All posts by TheTraumaPro

Antibiotics For Ventriculostomy

There is some variability in how neurosurgeons manage ventriculostomy when it comes to antibiotic coverage. The catheter can become a conduit for bacterial infections of the meninges or brain, which can be life threatening. Most neurosurgeons will begin coverage at the time of catheter insertion, but the duration of treatment varies. What is the right answer, if any?

As is typical with most things related to head trauma, there are not a lot of good studies out there. Columbia University published a fairly comprehensive review of previous studies last year to help clarify this issue. They applied rigorous criteria to identify 10 relevant studies (3 randomized clinical trials and 7 observational studies) out of a pool of 347. Yes folks, this gives you an idea of how tough it is to answer good clinical questions from the stuff that gets published.

The study found that the use of either prophylactic antibiotics or antibiotic-coated external ventricular drains (EVD) decreased the number of infections by 68%. This result was consistent across both study designs. The authors could not show that one mode of antibiotic administration (systemic vs catheter coating) was better than the other. About half of the studies used antibiotics for the duration of the catheter; the other half did not specify.

Bottom line: Head injury patients with an EVD should receive antibiotics, either systemically or as a coating on the EVD catheter itself. Although not entirely clear, they should probably be given for the entire time the catheter is in place. Judgment must be used if this will be a long time, because there may be other adverse effects from giving long term antibiotics.

Reference: Prevention of Ventriculostomy-Related Infections With Prophylactic Antibiotics and Antibiotic-Coated External Ventricular Drains: A Systematic Review. Neurosurgery 68(4):996-1005, 2011.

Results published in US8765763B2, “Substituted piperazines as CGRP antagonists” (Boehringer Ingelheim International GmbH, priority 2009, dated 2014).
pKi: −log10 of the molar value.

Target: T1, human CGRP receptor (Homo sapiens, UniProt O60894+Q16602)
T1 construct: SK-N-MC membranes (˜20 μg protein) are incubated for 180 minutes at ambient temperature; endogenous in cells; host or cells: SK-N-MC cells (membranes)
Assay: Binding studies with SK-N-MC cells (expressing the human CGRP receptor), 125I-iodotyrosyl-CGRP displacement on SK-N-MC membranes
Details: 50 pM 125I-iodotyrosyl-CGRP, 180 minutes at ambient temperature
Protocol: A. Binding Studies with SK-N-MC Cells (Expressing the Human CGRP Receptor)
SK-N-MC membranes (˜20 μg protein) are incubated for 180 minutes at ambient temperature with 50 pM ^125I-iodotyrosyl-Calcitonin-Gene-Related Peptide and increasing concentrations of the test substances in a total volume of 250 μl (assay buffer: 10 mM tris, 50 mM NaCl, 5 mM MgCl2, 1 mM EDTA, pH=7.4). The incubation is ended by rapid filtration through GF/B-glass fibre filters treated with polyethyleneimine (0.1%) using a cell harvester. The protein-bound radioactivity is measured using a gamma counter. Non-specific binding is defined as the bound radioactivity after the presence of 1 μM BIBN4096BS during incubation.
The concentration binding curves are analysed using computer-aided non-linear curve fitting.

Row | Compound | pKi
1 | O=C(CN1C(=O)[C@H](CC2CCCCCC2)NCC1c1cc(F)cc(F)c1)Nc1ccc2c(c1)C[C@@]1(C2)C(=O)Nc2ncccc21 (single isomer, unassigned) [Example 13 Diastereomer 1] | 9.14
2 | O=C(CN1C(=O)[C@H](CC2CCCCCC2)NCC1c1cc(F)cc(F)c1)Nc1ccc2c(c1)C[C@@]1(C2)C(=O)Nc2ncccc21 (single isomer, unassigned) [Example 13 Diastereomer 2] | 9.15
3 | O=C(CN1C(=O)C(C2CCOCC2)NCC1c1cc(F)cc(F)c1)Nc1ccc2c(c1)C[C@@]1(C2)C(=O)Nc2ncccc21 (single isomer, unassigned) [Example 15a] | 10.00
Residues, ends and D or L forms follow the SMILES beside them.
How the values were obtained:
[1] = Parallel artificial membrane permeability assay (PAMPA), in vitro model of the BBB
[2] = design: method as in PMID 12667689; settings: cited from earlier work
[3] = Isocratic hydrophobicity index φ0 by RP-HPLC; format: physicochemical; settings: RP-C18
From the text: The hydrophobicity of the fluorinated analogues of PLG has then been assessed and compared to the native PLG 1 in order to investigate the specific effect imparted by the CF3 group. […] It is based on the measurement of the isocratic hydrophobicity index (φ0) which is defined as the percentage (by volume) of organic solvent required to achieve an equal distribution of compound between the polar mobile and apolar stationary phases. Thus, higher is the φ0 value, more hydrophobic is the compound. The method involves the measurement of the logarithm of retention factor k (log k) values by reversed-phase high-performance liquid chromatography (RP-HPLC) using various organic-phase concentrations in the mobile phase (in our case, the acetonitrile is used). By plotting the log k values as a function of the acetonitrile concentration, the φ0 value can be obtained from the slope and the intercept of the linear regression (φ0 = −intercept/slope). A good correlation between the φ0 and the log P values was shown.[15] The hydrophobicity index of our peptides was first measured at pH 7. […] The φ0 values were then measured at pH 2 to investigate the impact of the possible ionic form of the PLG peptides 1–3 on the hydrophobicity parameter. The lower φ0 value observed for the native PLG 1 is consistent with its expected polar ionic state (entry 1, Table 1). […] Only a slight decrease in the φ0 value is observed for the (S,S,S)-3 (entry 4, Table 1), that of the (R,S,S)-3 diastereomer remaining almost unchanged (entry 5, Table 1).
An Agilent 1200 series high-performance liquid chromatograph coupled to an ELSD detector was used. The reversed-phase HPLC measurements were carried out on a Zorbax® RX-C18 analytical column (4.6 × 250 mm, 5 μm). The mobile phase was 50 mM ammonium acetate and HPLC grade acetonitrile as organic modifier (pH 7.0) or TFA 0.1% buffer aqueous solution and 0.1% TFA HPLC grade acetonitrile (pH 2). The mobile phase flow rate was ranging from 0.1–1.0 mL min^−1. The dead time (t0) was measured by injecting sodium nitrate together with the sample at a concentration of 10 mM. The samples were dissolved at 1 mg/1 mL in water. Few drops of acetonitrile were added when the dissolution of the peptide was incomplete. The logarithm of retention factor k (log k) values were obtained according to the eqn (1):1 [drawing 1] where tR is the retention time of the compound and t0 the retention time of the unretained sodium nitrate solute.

Air Travel After Pneumocephalus: Part 2

I’ve previously written about air travel after pneumothorax. The issue is that air expands as you ascend to aircraft level heights. That means that air bubbles in your chest can double or almost triple in size on the average airliner at altitude. For the official recommendations for when it is safe to travel after a pneumothorax, see the link to my previous post below.

And I covered pneumocephalus previously as well. This is a very infrequent condition, and there is very little literature about it. After doing a thorough search, I found two additional papers on it. The first was a computer simulation from Sweden. As expected, it found that air bubbles expand 30% when cabin altitude reaches 8000 ft. They were also able to model changes in intracranial pressure (ICP), and found that it increased as well. The amount was related to the size of the original air bubbles and the rate of the ascent (faster ascent = higher ICP). The worst case ICP increase with a 30cc bubble was 11 torr.

The other paper was from the UK and described a survey of neurosurgeons regarding their advice to patients on air travel after craniotomy. The fear is that there may be residual bubbles around the brain from the surgery. The results of this type of survey are usually all over the place, and more so when you ask neurosurgeons. To their credit, 92% advised their patients not to fly for a period of time. Unfortunately, the timeframes ranged from <2 to >8 weeks!